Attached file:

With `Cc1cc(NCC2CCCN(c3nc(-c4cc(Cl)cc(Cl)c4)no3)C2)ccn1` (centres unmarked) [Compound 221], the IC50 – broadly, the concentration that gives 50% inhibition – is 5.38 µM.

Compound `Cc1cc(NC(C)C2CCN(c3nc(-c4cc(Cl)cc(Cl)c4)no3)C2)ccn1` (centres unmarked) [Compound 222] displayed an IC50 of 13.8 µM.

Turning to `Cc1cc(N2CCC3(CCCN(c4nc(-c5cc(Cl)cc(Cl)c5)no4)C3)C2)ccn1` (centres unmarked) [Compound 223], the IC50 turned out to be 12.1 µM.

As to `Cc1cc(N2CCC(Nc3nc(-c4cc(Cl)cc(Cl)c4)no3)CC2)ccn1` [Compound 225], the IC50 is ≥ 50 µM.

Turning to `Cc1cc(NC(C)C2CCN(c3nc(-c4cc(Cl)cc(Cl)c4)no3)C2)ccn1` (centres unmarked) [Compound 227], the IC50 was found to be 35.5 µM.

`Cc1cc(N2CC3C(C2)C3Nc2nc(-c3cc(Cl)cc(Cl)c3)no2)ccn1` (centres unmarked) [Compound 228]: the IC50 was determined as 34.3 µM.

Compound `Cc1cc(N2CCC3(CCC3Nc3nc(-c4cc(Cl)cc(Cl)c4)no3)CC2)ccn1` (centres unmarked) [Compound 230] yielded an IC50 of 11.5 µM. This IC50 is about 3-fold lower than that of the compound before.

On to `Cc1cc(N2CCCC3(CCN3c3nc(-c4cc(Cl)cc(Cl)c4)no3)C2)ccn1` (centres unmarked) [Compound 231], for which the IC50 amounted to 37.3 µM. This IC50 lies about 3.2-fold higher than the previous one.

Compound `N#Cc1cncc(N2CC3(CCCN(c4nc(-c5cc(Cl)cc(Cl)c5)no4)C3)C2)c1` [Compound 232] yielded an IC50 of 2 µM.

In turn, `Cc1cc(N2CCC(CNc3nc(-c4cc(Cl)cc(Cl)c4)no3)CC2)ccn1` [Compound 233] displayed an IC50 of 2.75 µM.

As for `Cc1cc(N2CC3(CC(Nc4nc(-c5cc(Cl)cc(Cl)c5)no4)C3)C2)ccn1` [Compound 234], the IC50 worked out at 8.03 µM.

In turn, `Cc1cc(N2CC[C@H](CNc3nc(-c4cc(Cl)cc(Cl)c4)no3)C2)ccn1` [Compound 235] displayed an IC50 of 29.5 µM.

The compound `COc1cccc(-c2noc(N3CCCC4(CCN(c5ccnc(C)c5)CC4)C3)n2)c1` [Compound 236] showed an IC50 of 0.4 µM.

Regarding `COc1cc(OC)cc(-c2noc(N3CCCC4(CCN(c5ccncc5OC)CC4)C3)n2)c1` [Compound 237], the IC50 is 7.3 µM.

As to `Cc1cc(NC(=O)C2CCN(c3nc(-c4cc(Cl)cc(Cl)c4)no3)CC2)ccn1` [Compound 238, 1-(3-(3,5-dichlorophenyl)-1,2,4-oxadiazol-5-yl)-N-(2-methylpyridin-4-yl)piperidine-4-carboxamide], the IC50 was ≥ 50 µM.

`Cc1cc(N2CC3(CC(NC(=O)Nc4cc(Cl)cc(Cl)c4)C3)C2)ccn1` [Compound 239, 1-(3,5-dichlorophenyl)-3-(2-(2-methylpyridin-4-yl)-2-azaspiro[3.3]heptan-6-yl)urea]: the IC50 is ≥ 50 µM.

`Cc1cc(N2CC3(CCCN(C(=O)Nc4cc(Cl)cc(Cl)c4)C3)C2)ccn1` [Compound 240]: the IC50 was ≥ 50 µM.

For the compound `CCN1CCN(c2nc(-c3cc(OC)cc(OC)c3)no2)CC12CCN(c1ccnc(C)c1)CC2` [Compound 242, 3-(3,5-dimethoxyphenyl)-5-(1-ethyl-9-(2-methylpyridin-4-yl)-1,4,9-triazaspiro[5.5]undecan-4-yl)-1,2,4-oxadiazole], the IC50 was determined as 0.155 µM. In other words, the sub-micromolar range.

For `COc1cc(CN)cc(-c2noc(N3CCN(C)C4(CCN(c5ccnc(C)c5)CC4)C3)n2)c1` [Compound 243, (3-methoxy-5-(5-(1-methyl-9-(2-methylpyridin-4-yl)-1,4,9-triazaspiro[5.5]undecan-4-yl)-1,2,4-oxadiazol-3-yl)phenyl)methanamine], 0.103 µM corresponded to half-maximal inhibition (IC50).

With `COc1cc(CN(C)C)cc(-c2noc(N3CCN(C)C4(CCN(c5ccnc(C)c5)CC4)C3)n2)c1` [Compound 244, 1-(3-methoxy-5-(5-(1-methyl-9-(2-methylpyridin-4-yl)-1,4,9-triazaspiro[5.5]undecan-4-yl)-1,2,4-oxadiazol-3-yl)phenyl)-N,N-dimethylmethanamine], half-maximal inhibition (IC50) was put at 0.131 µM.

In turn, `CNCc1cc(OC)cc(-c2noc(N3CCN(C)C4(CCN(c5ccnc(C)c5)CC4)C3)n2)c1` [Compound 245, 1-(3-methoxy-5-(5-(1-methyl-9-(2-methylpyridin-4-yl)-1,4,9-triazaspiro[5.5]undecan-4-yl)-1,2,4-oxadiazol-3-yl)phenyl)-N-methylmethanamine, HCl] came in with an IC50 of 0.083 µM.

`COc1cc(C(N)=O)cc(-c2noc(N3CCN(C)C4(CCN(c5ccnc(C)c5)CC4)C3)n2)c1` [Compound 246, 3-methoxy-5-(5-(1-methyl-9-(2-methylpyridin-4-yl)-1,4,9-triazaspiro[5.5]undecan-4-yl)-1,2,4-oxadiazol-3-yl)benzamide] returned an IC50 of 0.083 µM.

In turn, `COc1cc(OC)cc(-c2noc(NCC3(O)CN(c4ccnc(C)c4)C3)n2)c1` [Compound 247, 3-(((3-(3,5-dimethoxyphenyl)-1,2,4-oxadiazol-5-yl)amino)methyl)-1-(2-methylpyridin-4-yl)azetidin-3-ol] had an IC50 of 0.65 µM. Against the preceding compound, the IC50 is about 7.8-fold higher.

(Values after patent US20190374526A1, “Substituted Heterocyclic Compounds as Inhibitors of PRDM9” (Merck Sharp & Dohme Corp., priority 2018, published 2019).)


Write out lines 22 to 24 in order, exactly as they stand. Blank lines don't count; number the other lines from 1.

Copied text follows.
`COc1cc(C(N)=O)cc(-c2noc(N3CCN(C)C4(CCN(c5ccnc(C)c5)CC4)C3)n2)c1` [Compound 246, 3-methoxy-5-(5-(1-methyl-9-(2-methylpyridin-4-yl)-1,4,9-triazaspiro[5.5]undecan-4-yl)-1,2,4-oxadiazol-3-yl)benzamide] returned an IC50 of 0.083 µM.

In turn, `COc1cc(OC)cc(-c2noc(NCC3(O)CN(c4ccnc(C)c4)C3)n2)c1` [Compound 247, 3-(((3-(3,5-dimethoxyphenyl)-1,2,4-oxadiazol-5-yl)amino)methyl)-1-(2-methylpyridin-4-yl)azetidin-3-ol] had an IC50 of 0.65 µM. Against the preceding compound, the IC50 is about 7.8-fold higher.

(Values after patent US20190374526A1, “Substituted Heterocyclic Compounds as Inhibitors of PRDM9” (Merck Sharp & Dohme Corp., priority 2018, published 2019).)